Those most ill tend not to be the ones complaining about the NHS

Sometimes private clinics wouldn't bother suggesting a cheap drug like paracetamol when they could profit from prescribing more expensive versions

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The NHS is the envy of the world...although apparently not for many Polish people living in the UK.

Such is their dissatisfaction with our health care system, many of my Polish patients go home to seek medical care and two Polish doctors have set up their own private clinic in London which, apparently, is thriving.

I could quote data showing how good our health care outcomes are in comparison to other nations, but for most people, personal experiences outweigh any statistical evidence that I can offer.

One of my Polish patients asked me why doctors on the NHS only prescribe paracetamol. The answer is of course that we don't. I prescribed him paracetamol for his slightly sore knee and explained that it would get better on its own. He told me that In Poland he would have got an x-ray and seen an orthopaedic surgeon. I also prescribed him paracetamol for his viral sore throat. In Poland his doctor would have apparently performed a chest x-ray and given antibiotics.

I have prescribed him only simple pain killers for his ailments because they are benign and due to the amazing self healing power of the human body, they will get better all on their own. He is a fit 28 year-old who doesn't need extensive medical investigations for his minor health complaints, but were a privately run Polish health clinic to be set up in our local town, I suspect he would happily part with £70 to see a non-NHS GP.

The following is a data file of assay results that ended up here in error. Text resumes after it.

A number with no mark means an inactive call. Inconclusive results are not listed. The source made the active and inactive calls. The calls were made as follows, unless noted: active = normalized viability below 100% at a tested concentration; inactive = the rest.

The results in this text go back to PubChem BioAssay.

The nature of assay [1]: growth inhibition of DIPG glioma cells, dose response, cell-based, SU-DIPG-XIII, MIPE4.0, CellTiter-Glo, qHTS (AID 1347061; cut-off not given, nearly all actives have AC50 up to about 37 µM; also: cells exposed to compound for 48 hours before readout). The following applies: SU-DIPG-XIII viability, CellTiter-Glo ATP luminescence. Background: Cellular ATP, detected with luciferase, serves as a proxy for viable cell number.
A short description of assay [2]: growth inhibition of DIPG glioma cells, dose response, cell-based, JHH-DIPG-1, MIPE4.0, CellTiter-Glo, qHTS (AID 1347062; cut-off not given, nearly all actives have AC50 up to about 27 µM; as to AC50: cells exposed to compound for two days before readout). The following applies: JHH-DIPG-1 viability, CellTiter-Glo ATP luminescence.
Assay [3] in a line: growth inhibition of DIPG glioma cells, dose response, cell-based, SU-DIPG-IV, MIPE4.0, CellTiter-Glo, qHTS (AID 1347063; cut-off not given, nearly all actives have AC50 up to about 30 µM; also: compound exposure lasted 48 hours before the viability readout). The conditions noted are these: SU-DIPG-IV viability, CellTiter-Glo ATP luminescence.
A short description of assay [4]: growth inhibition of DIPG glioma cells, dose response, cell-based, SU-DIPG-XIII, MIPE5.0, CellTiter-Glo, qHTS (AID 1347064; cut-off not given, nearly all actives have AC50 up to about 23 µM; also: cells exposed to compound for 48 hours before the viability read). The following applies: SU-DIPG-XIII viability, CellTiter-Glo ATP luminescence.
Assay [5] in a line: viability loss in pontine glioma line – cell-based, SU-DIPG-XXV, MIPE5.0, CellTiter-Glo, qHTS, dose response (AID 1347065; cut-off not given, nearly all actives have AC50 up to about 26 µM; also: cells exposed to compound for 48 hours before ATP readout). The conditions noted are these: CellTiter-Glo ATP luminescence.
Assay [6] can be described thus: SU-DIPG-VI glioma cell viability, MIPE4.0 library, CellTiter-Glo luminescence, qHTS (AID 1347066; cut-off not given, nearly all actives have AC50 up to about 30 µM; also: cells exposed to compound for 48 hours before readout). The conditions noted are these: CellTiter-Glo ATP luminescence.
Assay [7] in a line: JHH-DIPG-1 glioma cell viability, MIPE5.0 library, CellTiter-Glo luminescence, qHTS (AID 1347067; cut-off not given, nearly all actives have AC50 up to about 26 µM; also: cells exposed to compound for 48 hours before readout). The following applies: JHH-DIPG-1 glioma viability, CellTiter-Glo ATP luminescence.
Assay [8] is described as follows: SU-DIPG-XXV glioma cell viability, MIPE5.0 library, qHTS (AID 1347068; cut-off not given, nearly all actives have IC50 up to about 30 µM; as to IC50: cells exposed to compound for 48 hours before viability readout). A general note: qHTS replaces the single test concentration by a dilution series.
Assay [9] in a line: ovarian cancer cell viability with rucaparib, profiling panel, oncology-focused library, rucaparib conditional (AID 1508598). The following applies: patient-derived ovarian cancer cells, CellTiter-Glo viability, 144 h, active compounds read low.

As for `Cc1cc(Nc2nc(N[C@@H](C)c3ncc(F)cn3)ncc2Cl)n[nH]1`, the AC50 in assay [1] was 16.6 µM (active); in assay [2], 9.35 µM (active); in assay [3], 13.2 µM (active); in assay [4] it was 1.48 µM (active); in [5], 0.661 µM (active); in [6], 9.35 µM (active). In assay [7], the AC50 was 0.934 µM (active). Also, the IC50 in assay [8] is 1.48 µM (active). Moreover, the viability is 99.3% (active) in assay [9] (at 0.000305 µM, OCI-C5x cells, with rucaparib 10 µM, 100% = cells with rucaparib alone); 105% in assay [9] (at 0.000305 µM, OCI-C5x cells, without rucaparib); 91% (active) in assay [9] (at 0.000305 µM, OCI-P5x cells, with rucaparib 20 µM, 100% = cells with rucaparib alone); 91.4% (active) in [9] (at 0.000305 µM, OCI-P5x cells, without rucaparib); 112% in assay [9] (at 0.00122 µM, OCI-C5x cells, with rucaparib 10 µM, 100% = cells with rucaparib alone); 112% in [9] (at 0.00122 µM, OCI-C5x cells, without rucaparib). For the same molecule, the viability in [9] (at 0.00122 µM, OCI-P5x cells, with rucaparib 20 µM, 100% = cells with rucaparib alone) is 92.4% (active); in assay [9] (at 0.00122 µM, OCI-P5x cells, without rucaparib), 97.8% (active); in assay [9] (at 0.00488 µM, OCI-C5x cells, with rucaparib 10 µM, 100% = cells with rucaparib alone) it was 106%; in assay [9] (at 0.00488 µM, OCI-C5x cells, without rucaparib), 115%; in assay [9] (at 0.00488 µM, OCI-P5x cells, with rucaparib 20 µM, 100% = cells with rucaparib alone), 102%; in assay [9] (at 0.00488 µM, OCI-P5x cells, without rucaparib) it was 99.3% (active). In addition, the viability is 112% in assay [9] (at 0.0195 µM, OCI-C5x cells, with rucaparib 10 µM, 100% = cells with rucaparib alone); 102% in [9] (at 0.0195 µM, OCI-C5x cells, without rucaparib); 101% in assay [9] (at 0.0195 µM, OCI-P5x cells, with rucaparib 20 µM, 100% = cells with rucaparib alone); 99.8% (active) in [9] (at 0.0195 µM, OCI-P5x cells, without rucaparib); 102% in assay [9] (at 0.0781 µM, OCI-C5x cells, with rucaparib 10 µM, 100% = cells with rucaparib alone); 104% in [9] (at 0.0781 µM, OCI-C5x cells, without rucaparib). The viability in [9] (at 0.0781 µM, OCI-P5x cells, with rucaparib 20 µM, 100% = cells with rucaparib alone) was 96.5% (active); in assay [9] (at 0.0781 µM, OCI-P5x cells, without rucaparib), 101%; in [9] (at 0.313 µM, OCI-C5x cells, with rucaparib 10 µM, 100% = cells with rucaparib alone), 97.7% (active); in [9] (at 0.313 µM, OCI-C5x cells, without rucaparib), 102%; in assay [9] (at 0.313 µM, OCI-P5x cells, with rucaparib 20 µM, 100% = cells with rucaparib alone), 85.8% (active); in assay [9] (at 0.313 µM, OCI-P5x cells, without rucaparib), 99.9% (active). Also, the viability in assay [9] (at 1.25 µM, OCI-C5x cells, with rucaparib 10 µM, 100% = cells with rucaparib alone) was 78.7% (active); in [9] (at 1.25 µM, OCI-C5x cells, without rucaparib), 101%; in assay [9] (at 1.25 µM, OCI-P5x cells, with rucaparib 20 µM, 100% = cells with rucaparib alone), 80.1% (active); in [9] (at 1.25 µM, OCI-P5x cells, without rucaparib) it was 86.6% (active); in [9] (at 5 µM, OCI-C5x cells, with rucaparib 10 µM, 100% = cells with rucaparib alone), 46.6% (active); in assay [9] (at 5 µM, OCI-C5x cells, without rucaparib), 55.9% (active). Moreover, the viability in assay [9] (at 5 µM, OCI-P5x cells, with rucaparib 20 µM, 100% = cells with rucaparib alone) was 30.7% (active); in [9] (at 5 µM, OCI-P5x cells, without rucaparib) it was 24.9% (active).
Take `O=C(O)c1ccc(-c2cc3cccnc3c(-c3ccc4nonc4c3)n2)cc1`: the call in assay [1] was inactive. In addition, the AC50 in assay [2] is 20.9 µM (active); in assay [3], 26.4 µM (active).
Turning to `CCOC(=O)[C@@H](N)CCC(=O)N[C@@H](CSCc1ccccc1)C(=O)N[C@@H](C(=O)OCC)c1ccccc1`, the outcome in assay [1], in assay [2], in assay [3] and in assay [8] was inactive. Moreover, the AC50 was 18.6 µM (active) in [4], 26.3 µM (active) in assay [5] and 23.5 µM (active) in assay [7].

I'm sure there are private doctors – I’m not saying this applies to the one mentioned here - who wouldn't bother suggesting a cheap drug like paracetamol when they could profit from prescribing numerous more expensive versions. It would also be lucrative to order as many expensive investigations as possible. These should be performed quickly as once the patient gets better, he may not be quite so willing to part with his credit card details.

I do have one Polish patient who isn't quite so critical of the NHS. She is only 23 years-old and has been working here as a waitress. She came to see me one afternoon with a lump on her arm. It was hard and craggy and felt attached to the bone. I referred her urgently on the cancer referral pathway and within 10 days she had seen a specialist who unfortunately agreed with my diagnosis. She had a rare aggressive bone cancer called an osteosarcoma and it needed urgent treatment. She was sent to the royal national orthopaedic hospital in London where she received top notch cancer treatment and the sort of specialist surgery that only a few places in the world can offer. She is now back to work with only a small scar on her forearm to remind her of her recent brush with death. She went back home to Warsaw last month to take her notes and scans to her family doctor for his opinion. He told her that the management for her condition in Poland would have been to amputate her arm below the elbow.

Those most ill tend not to be the ones who are complaining loudly about the NHS. Someone who has been hit by a bus or is being treated for cancer, tend to sing praises for the treatment they receive. The private clinics often steer well clear of those who are seriously unwell as there is no money to be made from them. I can't imagine a team of Polish doctors offering private cancer services or setting up an independent A&E department. The private sector are however happily cherry picking the fortunate majority, who are basically fairly well, but are often disgruntled with the NHS.

A private health clinic recently asked me if I'd consider leaving the NHS to become a private GP. There were two reasons why I said no. The first was that if patients are really sick, our local NHS services are brilliant. Secondly, I became a doctor to provide sick people with what they need rather than make money giving rich people what they want.

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